Matrix Shot was inspired by the first Matrix movie and the artistic movements of certain characters to evade enemy bullets. Therefore, the goal of Matrix Shot is to detect the approach of virtual acoustic bullets and to evade them in the most acrobatic style possible. The bullets itself are moving 3D sound sources that approach the player from the front, while an additional USB camera is employed to determine whether the player was hit or not. Using head rotations, the player detects the direction and distance of the virtual bullets and can evade them.


media file S21.5
download: SHB-S21.5 (mp4, 5.3M)
source: created by Niklas Röber, first published in Niklas Röber, “Interaction with Sound”, PhD thesis, University of Mageburg, Dr.Hut publishing house, 2009

Example S21.6: Audiogame “The hidden Secret”
The story of the The hidden Secret evolves around a tourist visiting the city of Magdeburg and his adventures in the city’s main cathedral. Thereby the player discovers and unveils several mysteries and puzzles to gain the long lost cathedral’s treasure. The story is loosely constructed around several real myths and sagas found in an old book about the Cathedral of Magdeburg. The game is realized as a plain 3D auditory adventure and uses spatialized sound sources and 3D head-tracking to enhance the orientation and navigation in the virtual game world.


media file S21.6
download: SHB-S21.6 (mp4, 19.2M)
source: created by Niklas Röber, first published in Niklas Röber, “Interaction with Sound”, PhD thesis, University of Mageburg, Dr.Hut publishing house, 2009

Example S21.7: Augmented Audiogame “The hidden Secret”
This example of The hidden Secret is realized as an augmented audio game and is also set in the Cathedral of Magdeburg. It unfolds a storyline similar to the other implementation of the game. The augmented audio reality system employed in this game uses bone-conducting headphones, a digital compass for head-tracking, and a WiFi network for user positioning. The video shows a replay of a recorded game session.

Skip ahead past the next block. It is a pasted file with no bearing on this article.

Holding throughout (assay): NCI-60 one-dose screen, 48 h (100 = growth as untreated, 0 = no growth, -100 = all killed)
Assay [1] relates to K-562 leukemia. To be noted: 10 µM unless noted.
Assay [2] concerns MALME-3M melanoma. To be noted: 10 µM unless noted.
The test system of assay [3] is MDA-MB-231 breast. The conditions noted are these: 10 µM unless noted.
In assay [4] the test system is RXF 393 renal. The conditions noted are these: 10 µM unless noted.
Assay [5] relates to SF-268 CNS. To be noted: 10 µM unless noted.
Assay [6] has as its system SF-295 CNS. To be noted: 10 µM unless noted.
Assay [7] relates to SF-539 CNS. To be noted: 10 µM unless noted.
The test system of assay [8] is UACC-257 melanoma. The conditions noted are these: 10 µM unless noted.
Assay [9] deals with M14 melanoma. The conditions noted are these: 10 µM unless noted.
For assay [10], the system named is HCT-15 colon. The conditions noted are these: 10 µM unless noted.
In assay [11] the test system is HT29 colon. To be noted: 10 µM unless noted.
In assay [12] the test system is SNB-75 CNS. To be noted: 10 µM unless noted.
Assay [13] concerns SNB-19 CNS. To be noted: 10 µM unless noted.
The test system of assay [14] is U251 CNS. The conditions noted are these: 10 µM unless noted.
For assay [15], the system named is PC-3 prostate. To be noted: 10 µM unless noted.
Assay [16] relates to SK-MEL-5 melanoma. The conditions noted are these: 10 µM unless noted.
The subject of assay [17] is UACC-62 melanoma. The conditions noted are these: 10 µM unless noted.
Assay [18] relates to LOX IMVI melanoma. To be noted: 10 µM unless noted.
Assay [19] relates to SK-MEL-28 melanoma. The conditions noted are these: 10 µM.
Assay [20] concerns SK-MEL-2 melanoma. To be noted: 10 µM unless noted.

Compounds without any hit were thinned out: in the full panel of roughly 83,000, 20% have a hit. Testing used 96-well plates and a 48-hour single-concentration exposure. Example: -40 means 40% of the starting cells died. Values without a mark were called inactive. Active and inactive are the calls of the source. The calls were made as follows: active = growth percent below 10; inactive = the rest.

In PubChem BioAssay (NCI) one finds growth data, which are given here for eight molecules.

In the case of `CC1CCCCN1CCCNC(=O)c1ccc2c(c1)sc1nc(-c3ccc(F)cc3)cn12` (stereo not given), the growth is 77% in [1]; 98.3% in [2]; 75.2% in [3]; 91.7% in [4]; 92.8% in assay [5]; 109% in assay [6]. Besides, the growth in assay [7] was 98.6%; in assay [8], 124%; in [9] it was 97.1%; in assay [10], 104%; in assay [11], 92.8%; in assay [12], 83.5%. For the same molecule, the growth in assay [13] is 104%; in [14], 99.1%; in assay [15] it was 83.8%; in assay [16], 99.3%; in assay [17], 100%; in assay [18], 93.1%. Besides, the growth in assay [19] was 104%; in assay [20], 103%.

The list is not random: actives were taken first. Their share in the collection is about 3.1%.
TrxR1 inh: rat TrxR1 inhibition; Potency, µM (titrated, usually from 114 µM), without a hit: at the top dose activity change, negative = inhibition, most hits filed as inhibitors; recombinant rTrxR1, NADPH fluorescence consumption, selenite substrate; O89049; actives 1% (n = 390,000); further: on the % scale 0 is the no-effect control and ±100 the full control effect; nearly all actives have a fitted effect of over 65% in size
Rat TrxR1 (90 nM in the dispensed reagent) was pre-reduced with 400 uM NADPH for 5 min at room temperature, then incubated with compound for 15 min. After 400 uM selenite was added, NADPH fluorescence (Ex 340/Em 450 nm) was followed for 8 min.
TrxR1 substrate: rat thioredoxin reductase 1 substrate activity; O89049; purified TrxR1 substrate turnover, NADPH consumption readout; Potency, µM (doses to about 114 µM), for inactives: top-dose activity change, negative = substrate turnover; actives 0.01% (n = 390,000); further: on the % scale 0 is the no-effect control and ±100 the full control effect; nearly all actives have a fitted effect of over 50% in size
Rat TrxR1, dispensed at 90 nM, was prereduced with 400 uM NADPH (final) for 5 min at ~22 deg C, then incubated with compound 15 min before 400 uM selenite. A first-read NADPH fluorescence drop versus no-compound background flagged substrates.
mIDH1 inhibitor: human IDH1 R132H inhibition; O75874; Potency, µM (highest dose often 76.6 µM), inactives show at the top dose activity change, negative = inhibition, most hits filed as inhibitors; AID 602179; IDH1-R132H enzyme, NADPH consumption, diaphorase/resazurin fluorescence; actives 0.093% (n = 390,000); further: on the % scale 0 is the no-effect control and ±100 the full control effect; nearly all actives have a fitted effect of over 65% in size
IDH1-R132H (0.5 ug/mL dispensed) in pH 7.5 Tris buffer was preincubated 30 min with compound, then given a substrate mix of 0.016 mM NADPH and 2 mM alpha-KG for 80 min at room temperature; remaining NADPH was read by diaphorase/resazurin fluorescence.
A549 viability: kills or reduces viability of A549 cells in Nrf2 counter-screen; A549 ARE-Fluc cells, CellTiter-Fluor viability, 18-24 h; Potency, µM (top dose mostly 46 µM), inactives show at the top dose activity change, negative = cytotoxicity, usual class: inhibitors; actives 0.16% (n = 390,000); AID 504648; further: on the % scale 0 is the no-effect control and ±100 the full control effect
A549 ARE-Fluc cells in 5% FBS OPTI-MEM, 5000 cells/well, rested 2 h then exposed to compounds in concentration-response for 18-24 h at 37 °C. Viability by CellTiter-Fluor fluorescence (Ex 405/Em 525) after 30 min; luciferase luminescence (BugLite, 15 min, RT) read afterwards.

media file S21.7
download: SHB-S21.7 (mp4, 15.1M)
source: created by Niklas Röber, first published in Niklas Röber, “Interaction with Sound”, PhD thesis, University of Mageburg, Dr.Hut publishing house, 2009

Example S21.8: Audiogame “Frogger”
AudioFrogger is an acoustic adaptation of the classic Frogger game developed by Sierra Online in 1983. Similar to the original implementation, the player has to cross several streets without getting involved in a traffic accident. The difficulty increases with the number of lanes and the moving objects to keep track off. The avatar is controlled with a gamepad interface and 3D head-tracking is used to improve the perception of the auditory scene.


media file S21.8
download: SHB-S21.8 (mp4, 5.2M)
source: created by Niklas Röber, first published in Niklas Röber, “Interaction with Sound”, PhD thesis, University of Mageburg, Dr.Hut publishing house, 2009

Example S21.9: Audiogame “Mosquito”